There are many guys at the top who are doing what they can to catch up with savvy cybercriminals and Internet terrorists after decades of operating in antiquated mindsets - ones that too often espoused the "see no evil, hear no evil" kind of thinking. Often, these same government leaders proved way ahead of their private sector brethren in giving some serious thought to information security and how best to protect informational assets (scary to ponder, I know - just think government versus Internet time again). The problem with governments has always been changing thought into action, though. Private businesses have always been wrestling with acknowledging that they have a problem with their information security practices in the first place, or even getting to a point where they know what information security actually means.
Finally, though, the tide is turning. As a result of all the cybercrimes, talk of critical infrastructures during a time of worldwide conflict, looming blended threats and viruses, corporate espionage aided by technology, cyberliability and a plethora more modern concerns brought on by the Internet, boards of directors are starting to really wonder how realistic it is to construct an enterprise built on systems that cannot be breached. While the perfectly secured corporate network would be heaven-sent to most executives, it's impossible to craft, as experts noted in a recent panel discussion sponsored by nCipher, called, appropriately enough, "Building the Unbreakable Enterprise."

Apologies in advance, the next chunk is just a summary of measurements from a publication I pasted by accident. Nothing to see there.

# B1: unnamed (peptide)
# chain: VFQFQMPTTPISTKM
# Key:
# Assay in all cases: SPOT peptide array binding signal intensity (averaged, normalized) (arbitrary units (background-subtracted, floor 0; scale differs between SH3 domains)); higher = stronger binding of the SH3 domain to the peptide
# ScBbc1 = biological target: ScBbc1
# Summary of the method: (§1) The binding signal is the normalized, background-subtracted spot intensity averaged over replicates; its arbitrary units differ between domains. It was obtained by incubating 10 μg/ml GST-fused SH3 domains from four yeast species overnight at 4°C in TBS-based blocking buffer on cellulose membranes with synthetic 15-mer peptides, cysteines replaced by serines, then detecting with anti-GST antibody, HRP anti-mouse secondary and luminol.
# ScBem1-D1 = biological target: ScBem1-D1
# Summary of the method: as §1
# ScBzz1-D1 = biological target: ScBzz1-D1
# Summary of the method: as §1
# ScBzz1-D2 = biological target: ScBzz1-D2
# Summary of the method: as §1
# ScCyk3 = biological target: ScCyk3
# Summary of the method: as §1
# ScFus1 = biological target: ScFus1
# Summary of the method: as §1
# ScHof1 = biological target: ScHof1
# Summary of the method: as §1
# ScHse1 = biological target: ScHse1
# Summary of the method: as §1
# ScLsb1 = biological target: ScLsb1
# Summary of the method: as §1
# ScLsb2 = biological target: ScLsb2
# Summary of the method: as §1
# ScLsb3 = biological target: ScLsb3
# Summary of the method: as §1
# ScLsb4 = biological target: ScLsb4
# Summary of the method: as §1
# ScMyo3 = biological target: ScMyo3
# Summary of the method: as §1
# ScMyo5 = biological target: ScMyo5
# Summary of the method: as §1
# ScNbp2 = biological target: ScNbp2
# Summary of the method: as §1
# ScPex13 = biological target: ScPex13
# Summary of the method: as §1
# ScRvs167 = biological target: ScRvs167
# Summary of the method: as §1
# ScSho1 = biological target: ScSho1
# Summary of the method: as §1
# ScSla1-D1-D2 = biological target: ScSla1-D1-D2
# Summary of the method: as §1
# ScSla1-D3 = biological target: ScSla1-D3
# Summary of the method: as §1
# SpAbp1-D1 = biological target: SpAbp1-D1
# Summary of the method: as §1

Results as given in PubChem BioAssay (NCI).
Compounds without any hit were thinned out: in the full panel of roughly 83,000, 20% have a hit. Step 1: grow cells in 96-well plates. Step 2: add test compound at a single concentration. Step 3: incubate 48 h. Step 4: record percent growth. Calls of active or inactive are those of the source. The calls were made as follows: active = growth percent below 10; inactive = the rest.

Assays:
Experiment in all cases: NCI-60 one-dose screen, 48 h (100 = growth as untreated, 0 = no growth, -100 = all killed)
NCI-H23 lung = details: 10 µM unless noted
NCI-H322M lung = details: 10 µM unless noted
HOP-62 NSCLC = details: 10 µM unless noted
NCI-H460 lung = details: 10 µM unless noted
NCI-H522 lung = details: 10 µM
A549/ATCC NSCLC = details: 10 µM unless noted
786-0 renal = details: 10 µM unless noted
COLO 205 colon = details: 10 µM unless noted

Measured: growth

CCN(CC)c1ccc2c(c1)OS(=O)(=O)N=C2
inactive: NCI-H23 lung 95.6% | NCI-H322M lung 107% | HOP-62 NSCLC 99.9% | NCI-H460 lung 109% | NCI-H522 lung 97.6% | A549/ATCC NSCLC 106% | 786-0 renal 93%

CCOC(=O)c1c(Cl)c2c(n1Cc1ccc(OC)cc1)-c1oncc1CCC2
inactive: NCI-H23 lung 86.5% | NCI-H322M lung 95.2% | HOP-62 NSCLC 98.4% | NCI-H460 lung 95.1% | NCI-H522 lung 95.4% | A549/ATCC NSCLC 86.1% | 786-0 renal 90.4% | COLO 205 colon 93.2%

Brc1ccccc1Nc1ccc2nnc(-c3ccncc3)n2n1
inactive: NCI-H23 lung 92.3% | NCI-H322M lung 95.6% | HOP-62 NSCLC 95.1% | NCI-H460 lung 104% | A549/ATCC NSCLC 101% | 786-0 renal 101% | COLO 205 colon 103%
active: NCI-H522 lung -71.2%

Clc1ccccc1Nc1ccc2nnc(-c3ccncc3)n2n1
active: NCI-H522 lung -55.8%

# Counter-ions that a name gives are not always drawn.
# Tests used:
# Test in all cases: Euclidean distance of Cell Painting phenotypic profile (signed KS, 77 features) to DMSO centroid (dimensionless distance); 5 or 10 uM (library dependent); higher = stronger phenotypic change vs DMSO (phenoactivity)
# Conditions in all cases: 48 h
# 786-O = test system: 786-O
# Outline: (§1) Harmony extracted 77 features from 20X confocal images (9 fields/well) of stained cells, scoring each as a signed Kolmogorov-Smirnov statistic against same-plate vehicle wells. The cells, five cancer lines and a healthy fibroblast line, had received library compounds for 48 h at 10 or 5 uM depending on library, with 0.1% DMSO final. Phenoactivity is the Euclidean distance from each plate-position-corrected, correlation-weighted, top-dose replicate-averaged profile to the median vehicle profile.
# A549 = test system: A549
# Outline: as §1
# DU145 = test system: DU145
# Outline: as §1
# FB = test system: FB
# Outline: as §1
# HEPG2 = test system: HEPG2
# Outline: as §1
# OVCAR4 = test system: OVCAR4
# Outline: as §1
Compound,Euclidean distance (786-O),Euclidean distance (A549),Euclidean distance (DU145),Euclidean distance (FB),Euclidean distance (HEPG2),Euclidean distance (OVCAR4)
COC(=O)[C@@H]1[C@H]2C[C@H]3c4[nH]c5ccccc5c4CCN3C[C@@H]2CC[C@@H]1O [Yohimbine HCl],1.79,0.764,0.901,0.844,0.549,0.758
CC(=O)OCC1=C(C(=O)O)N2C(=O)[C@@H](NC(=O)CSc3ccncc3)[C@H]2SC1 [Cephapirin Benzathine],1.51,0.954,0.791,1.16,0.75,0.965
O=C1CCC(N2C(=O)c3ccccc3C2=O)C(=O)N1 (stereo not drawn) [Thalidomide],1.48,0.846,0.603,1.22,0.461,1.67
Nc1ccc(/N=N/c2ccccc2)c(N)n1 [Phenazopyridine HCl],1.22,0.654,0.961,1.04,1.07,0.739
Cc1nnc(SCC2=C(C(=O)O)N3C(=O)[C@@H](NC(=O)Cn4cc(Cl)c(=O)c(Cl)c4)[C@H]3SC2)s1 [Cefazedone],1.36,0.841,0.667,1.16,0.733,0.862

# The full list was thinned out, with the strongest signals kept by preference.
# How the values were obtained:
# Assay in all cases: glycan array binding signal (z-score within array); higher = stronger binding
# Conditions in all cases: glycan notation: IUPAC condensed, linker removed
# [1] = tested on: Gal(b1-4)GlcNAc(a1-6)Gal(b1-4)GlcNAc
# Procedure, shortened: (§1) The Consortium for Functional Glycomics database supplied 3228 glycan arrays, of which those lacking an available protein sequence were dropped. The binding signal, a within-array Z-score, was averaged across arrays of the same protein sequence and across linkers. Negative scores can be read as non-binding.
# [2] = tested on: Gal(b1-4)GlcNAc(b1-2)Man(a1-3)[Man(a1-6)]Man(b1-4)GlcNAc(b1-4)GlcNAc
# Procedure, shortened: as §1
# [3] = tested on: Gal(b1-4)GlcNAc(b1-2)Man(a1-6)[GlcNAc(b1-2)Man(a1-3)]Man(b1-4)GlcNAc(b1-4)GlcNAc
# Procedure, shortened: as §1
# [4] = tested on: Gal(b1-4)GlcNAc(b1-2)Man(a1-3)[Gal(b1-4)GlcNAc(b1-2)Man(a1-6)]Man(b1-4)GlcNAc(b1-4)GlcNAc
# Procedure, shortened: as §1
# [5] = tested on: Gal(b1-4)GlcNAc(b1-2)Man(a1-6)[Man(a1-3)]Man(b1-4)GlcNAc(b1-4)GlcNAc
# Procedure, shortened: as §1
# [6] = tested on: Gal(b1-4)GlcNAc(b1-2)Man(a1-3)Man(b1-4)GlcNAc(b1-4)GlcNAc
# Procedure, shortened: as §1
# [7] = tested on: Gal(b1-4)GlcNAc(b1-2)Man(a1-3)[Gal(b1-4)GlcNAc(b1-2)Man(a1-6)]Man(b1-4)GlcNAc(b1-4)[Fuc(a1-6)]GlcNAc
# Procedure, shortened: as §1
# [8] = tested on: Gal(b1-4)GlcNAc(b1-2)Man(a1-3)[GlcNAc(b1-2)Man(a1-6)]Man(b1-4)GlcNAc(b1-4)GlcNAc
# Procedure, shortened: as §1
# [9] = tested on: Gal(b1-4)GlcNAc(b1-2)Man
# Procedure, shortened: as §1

As Ryan Kearny of F5 Networks noted, "I think it might be possible to build an unbreakable enterprise, as long as you can get rid of all the humans in that enterprise. ... But, unfortunately, since humans will continue to be involved, I think we need to make things easy to use, both from a management configuration and just general use."
What are some of the steps companies and government bodies alike can do to build something close to unbreakable? Chris Hagmann of IPIN, another participant in the panel, advised that organizations should identify all the different risks they face, making sure that this view should include technology, business and operational perspectives.
Historically, companies have tasked the IT department with the exercise of determining what security mechanisms are needed to protect the enterprise network. In most articles we've included in the pages of SC Magazine and on our online publication, experts have noted time and again that this is not the way to go. Businesses now depend heavily (if not solely) on network processes. It is critical that the various divisions making up a particular corporation launch an infosecurity plan that accounts for all their concerns and critical information.
As KMPG's Jeff Stapleton said during the panel discussion, a solid infosecurity plan always boils down to people, processes and technology. Keeping that in mind then, people must be educated, trained about security and their roles in it. Processes must be planned soundly first, then practiced continually, as well as reviewed and modified when necessary. Then, technology must be deployed to support these efforts. This involves researching what's available and knowing what tools will be necessary to plug those vulnerabilities found in the initial risk analysis.
While these steps sound inordinately simpler than when actually put into practice, they form the bare-boned outline for moving from awareness to action. And, as we all well know, moving from thought to action is critical in these Internet times. There is likely some poor company network being breached as you read right now ... so goes the war of the 21st century.
Illena Armstrong is U.S. editor of SC Magazine (www.scmagazine.com).